A Letter to a Friend on the Subject of United Prayer

A Letter to a Friend on the Subject of United Prayer

I append this remarkable letter by CHM, written, probably between 1888-1892, to an unknown friend. It still communicates with freshness what had weight in his soul and brings again the appeal for the need of united prayer by all who love our Lord Jesus Christ and what belongs to Him. May the prayerful desires of this faithful servant of the Lord still speak to our consciences and stimulate the reader to similar expressions in their prayers.

Beloved in the Lord,
I have, for some time, been deeply exercised as to the condition of the whole church of God – the body of Christ; the beloved lambs and sheep of His flock, scattered through the various denominations and associations of Christendom, and the assemblies of those ostensibly gathered out to His blessed name. In a word, the low condition of things, on all hands; the little fruit in the gospel, and the excessive feebleness in collective and individual testimony for Christ. All this has weighed very heavily on my heart, before the Lord, in connexion with the fearful progress of infidelity, in all its phases, and the darkening influence of superstition; and I feel called to send forth an appeal to every child of God and servant of Christ, throughout the whole world, to unite in humbling ourselves before the Lord, in self-judgment, confession, supplication and intercession.

I do not attempt to offer a suggestion as to time, place or mode. My simple object is to rouse the church of God to a profound and solemn sense of our true condition. If this object be gained, the Spirit will guide as to the most suited and effectual mode of carrying it out. I may just say to you, beloved friend, that it would rejoice my heart exceedingly, if all our assemblies would agree to have a week of special waiting on the Lord, for humiliation and prayer. I believe it would yield a harvest of blessing. But, lest this should not be practicable, I venture, in dependence on our ever gracious Lord, to send this little appeal; and I would, in true brotherly love, entreat each beloved reader to unite in earnest, believing, persevering prayer for the following objects:

  1. For the members of the church of God who are scattered through the various denominations of Christendom; that the Spirit may lead them into deep and true exercise of heart and conscience, as to their position and association, that they may with a single eye and teachable spirit, test the religious systems of the day by the word of God, and turn away from everything which cannot stand the test, that they may see their true place, ‘inside the veil’ and ‘outside the camp;’ and their proper hope, the coming of the Lord.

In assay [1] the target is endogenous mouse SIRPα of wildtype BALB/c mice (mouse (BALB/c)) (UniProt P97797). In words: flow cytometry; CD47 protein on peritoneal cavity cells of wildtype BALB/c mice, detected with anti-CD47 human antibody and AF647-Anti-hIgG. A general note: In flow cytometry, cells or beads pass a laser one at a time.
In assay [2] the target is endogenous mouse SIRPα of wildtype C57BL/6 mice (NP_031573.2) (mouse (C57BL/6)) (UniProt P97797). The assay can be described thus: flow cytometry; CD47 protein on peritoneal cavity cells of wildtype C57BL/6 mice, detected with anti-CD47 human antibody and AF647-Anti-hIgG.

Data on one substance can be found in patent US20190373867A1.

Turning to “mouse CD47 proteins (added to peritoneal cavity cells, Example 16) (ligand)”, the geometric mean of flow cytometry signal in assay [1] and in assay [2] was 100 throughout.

2. For all our assemblies, throughout the world, that they may be delivered from every hindrance, every stumbling- block, every root of bitterness; that they may be knit together in holy confidence, true brotherly love, and spiritual fellowship; that their meetings may be characterized by simplicity, reality, freshness and spiritual power; that the ministry may be with unction and true savour; that they may be entirely delivered from restless activity and unprofitable speaking; that there may be, in all, a clear understanding and a solemn sense of what it is that brings us together; that on the Lord’s Day morning, the Lord’s Supper may ever get its own proper, prominent place; that all may remember that ‘we come together to break bread,’ and that nothing may be allowed to interfere with that most precious object.
  3. For the work and the workmen, at home and abroad; that the word of the Lord may have free course and be glorified; that many precious souls may be gathered in ere the door is shut; that the gospel may be preached, in all its fullness and moral grandeur; that the Lord’s beloved messengers may be cheered by the assurance that, however the church has failed as God’s witness on earth, yet the gospel tells out what He is to every poor bankrupt sinner that will only trust Him; that the oral and written ministry may be clear, sound, and unequivocal; that all who speak and write may be ruled by one object, namely, the glory of Christ, in the comfort and edification of His beloved people: that they may carefully avoid all curious questions, startling theories, hair splittings and strifes of words.
  4. For all Christian households; that they may be ruled in such a way as to adorn the doctrine of God our Saviour, in all things; that all Christian parents may realize their solemn responsibility to train their children, from their earliest days, in the habit of implicit and unhesitating obedience; that the atmosphere of our family circles may be love, peace, tender consideration one of another, each seeking the good of all, that the unconverted may be gathered in, the wanderers brought back, and backsliders restored.
  5. For our own souls; that there may be a deeper work of grace in our hearts, a closer walk with God, a richer enjoyment of Christ, a more pronounced and devoted discipleship, a more earnest longing for His coming.

Will you, beloved friend, join in crying to God, night and day for these things; and seek to get others to do the same?
Affectionately yours in Christ,
C. H. Mackintosh

Taken from the new biography of CH Mackintosh by the late Edwin Cross, published by Chapter 2 publishers of London.

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